„All men indeed cannot be poets, inventors or philanthropists; but all men can join in that gigantic and godlike work, the progress of creation. Whoever improves his own nature improves the universe of which he is a part.“
„This is a work that cannot be completed except by a society of men of letters and skilled workmen, each working separately on his own part, but all bound together solely by their zeal for the best interests of the human race and a feeling of mutual good will.“
— Denis Diderot French Enlightenment philosopher and encyclopædist 1713 - 1784
L'Encyclopédie (1751-1766), Article on Encyclopedia, as translated in The Many Faces of Philosophy : Reflections from Plato to Arendt (2001), "Diderot", p. 237
„Love is an emotion common to all living beings. It is the path women can take to reach men, men to women, both to Nature, and Nature to the universe. And the love that overflows all boundaries is vishwa matrutvam—universal motherhood.“
— Mata Amritanandamayi Hindu spiritual leader and guru 1953
The Infinite Potential of Women (2008)
„In this world there is one godlike thing, the essence of all that was or ever will be of godlike in this world: the veneration done to Human Worth by the hearts of men.“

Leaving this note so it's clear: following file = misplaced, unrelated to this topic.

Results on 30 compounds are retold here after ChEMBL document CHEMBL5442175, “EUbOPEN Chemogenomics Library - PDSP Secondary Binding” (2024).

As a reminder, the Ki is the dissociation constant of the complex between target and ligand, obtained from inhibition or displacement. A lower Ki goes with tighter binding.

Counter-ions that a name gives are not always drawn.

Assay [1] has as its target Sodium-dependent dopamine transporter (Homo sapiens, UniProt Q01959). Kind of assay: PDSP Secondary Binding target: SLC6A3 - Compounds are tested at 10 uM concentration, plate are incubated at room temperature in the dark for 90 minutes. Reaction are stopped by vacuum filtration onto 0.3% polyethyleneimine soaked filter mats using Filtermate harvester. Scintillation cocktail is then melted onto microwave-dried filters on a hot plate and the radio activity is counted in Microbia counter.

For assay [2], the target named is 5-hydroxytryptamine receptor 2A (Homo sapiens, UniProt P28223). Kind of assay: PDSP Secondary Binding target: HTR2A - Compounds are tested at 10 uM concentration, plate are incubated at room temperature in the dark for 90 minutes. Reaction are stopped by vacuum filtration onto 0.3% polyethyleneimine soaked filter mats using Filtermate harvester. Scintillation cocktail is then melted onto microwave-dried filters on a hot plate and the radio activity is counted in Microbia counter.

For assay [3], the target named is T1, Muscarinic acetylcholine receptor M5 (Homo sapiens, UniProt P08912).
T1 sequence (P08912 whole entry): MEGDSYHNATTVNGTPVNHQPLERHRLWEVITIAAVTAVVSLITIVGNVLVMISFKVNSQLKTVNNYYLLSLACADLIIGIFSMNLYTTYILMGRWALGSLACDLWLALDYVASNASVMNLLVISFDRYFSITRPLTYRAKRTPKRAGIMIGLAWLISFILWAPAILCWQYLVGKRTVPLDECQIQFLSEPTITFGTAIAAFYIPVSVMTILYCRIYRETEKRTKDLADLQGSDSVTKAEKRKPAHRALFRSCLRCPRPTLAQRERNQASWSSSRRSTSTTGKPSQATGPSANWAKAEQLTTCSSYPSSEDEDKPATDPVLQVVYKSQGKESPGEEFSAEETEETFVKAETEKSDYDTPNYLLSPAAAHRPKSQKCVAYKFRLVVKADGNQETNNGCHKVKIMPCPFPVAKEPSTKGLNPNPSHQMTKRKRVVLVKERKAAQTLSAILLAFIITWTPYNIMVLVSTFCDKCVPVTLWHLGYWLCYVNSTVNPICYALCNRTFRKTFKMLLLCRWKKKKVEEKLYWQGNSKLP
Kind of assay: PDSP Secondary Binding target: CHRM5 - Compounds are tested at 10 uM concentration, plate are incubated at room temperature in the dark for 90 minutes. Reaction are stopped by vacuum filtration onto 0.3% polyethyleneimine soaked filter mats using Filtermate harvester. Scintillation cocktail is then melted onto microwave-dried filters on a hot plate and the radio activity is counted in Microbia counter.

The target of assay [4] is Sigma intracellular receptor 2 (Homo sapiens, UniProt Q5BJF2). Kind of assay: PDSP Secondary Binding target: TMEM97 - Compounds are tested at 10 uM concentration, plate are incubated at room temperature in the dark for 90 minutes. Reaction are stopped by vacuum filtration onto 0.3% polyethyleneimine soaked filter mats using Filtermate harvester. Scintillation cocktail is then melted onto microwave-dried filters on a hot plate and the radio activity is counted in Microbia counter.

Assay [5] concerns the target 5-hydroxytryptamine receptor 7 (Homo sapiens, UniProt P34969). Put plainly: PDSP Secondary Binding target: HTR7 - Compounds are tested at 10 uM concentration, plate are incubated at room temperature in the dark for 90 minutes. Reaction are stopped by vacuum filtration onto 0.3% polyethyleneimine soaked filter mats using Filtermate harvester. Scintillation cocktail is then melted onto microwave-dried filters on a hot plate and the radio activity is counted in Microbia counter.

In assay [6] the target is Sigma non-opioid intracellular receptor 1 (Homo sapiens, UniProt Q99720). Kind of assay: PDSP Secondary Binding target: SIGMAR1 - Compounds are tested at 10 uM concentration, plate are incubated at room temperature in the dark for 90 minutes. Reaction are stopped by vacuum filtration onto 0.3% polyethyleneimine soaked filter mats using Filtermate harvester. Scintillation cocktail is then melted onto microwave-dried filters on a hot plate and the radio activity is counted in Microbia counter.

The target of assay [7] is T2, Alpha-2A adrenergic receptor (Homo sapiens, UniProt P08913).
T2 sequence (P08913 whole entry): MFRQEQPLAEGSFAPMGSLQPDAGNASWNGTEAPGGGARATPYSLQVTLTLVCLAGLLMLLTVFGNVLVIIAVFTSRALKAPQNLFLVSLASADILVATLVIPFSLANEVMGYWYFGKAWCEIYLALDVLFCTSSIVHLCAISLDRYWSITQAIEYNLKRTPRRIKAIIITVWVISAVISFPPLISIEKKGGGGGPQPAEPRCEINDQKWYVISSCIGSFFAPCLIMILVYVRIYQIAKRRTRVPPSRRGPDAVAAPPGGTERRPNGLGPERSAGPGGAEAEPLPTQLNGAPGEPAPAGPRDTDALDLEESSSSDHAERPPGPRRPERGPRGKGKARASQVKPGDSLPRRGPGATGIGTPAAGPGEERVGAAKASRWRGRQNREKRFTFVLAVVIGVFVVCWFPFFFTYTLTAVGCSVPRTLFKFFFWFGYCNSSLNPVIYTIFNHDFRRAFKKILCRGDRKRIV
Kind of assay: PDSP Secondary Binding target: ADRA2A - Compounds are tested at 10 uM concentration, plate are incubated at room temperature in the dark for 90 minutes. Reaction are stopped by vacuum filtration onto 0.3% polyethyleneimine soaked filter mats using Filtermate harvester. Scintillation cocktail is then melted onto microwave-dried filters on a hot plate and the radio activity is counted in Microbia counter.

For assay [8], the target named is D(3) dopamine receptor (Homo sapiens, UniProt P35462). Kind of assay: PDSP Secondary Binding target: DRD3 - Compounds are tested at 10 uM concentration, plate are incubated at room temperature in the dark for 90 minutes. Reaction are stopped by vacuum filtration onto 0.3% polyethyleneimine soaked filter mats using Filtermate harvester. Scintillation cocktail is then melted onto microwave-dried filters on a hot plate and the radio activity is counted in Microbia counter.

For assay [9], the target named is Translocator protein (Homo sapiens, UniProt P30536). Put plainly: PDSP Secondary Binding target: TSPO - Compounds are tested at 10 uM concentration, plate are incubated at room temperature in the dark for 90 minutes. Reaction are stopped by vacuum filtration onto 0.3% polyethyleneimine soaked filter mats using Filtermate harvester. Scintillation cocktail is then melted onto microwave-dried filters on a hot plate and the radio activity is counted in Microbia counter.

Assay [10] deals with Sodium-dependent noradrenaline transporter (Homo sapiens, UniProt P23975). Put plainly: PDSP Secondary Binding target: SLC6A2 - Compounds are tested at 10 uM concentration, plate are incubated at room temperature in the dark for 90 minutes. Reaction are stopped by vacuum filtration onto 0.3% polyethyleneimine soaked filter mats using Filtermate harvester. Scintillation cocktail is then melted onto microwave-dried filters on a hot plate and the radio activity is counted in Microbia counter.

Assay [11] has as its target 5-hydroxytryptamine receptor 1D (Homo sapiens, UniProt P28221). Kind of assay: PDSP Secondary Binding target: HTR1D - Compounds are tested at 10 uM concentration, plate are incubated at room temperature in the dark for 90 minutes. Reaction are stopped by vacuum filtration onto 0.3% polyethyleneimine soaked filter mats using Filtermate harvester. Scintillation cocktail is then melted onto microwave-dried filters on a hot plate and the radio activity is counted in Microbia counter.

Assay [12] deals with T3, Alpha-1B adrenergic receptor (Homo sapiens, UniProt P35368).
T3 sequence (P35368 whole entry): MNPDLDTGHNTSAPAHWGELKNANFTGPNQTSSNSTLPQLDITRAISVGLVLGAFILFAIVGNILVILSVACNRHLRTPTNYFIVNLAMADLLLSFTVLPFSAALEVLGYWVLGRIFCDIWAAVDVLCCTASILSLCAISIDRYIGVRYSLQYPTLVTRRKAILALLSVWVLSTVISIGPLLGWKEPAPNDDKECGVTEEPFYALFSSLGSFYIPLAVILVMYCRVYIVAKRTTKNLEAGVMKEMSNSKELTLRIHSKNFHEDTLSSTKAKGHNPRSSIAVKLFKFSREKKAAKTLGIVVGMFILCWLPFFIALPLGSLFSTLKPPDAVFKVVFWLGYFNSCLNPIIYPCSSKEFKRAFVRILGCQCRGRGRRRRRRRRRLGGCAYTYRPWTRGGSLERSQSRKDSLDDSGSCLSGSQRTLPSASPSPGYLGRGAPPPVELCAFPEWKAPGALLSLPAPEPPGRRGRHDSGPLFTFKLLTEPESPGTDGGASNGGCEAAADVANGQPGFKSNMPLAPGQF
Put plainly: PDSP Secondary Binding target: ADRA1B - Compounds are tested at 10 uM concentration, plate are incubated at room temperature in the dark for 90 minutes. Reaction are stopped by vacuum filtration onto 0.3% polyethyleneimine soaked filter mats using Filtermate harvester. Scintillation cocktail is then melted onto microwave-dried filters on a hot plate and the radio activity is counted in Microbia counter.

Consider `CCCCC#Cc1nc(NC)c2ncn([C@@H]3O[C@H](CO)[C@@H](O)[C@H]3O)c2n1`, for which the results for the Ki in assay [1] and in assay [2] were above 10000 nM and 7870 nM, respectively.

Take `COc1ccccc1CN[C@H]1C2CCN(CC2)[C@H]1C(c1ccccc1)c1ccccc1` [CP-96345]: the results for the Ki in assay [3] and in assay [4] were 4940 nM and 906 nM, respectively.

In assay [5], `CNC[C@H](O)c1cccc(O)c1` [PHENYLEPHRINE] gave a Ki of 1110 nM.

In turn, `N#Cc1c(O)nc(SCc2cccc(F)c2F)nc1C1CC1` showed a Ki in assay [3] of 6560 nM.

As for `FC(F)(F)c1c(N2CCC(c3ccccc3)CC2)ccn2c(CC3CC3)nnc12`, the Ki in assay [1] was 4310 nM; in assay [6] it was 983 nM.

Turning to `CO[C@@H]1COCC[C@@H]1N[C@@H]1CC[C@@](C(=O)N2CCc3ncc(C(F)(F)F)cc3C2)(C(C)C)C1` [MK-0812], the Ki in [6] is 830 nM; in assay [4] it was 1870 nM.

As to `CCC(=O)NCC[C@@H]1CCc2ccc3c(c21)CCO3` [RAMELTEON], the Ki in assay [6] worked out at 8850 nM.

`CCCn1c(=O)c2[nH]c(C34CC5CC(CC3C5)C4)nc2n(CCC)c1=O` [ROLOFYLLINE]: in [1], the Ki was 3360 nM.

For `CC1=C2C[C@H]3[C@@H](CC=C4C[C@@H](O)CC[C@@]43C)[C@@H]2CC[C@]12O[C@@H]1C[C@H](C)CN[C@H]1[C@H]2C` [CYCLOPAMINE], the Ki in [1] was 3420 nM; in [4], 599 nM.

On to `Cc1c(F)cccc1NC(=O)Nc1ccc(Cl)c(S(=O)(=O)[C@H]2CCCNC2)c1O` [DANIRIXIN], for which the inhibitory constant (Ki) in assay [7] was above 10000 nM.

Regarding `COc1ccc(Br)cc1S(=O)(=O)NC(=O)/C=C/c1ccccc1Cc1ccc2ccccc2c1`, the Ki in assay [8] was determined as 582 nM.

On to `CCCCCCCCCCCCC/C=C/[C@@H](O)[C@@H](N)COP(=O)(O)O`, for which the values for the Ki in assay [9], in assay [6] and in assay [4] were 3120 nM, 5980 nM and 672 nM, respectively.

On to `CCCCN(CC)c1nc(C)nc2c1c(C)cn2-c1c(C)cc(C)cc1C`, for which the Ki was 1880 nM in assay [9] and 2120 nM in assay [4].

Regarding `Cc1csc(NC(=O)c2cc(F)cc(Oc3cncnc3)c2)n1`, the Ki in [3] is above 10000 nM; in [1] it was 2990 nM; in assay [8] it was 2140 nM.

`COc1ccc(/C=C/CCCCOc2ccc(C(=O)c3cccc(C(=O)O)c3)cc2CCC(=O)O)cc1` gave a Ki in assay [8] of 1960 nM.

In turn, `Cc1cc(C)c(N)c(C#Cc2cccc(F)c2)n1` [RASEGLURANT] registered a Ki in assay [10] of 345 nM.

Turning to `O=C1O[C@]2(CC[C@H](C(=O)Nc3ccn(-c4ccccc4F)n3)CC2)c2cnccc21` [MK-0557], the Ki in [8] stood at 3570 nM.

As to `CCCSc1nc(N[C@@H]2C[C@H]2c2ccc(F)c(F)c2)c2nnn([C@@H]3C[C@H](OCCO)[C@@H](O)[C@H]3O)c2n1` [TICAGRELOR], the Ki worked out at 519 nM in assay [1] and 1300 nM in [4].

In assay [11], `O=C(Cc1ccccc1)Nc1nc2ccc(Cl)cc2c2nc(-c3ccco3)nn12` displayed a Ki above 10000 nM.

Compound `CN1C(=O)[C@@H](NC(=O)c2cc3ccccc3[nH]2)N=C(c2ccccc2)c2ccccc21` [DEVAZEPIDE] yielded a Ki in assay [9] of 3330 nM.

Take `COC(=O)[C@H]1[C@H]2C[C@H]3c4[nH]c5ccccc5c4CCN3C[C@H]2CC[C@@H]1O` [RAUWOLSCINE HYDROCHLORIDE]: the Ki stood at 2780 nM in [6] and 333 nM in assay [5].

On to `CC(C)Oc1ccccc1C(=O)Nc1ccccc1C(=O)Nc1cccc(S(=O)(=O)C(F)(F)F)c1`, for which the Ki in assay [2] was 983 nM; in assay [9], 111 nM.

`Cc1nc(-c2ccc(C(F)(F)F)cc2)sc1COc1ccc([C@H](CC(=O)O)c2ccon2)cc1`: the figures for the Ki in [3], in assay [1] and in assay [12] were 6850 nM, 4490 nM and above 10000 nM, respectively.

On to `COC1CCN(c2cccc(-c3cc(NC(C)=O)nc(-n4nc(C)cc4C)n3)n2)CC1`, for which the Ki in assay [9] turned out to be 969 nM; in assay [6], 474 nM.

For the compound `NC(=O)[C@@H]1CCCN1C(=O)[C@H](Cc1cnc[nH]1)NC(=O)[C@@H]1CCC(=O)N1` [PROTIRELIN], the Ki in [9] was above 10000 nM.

— Thomas Carlyle Scottish philosopher, satirical writer, essayist, historian and teacher 1795 - 1881
1840s, Past and Present (1843), Context: Men do reverence men. Men do worship in that 'one temple of the world,' as Novalis calls it, the Presence of a Man! Hero- worship, true and blessed, or else mistaken, false and accursed, goes on everywhere and everywhen. In this world there is one godlike thing, the essence of all that was or ever will be of godlike in this world: the veneration done to Human Worth by the hearts of men. Hero-worship, in the souls of the heroic, of the clear and wise,—it is the perpetual presence of Heaven in our poor Earth: when it is not there, Heaven is veiled from us; and all is under Heaven's ban and interdict, and there is no worship, or worthship, or worth or blessedness in the Earth any more!
— Charlton Heston American actor 1923 - 2008